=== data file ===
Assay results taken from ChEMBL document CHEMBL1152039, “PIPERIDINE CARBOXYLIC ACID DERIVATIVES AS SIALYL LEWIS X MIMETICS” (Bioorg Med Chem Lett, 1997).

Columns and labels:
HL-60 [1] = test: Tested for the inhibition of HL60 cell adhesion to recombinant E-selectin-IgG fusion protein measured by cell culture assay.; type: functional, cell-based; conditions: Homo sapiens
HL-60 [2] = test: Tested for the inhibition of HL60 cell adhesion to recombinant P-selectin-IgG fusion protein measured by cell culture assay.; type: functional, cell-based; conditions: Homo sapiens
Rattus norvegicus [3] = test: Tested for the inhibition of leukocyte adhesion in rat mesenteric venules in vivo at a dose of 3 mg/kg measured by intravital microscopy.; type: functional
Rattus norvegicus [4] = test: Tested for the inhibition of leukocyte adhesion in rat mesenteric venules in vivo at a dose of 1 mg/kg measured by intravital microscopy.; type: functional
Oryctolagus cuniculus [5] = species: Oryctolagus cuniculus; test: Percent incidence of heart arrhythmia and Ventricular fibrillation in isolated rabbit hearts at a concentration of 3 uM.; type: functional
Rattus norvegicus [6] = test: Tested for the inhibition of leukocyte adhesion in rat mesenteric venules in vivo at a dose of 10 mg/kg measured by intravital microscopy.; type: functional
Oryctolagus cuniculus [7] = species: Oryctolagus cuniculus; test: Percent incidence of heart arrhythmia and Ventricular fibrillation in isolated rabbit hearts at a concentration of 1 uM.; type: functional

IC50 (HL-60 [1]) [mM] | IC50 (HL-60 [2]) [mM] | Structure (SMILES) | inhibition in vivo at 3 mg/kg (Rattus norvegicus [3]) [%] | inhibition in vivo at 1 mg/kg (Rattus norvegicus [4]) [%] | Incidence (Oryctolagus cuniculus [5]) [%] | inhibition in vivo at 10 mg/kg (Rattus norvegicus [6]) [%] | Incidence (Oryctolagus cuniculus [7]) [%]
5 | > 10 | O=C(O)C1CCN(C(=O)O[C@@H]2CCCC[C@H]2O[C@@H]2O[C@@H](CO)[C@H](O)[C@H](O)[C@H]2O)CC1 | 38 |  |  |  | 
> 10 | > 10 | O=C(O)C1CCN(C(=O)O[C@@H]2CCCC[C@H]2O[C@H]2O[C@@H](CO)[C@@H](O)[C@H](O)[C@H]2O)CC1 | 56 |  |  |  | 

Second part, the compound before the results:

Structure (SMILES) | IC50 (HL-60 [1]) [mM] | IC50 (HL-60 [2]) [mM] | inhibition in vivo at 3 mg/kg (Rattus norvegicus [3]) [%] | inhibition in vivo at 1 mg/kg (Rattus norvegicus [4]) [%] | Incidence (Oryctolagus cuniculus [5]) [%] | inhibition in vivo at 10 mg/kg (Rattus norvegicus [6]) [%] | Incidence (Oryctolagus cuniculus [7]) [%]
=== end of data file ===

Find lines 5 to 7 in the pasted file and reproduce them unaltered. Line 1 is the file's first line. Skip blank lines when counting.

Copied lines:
Rattus norvegicus [3] = test: Tested for the inhibition of leukocyte adhesion in rat mesenteric venules in vivo at a dose of 3 mg/kg measured by intravital microscopy.; type: functional
Rattus norvegicus [4] = test: Tested for the inhibition of leukocyte adhesion in rat mesenteric venules in vivo at a dose of 1 mg/kg measured by intravital microscopy.; type: functional
Oryctolagus cuniculus [5] = species: Oryctolagus cuniculus; test: Percent incidence of heart arrhythmia and Ventricular fibrillation in isolated rabbit hearts at a concentration of 3 uM.; type: functional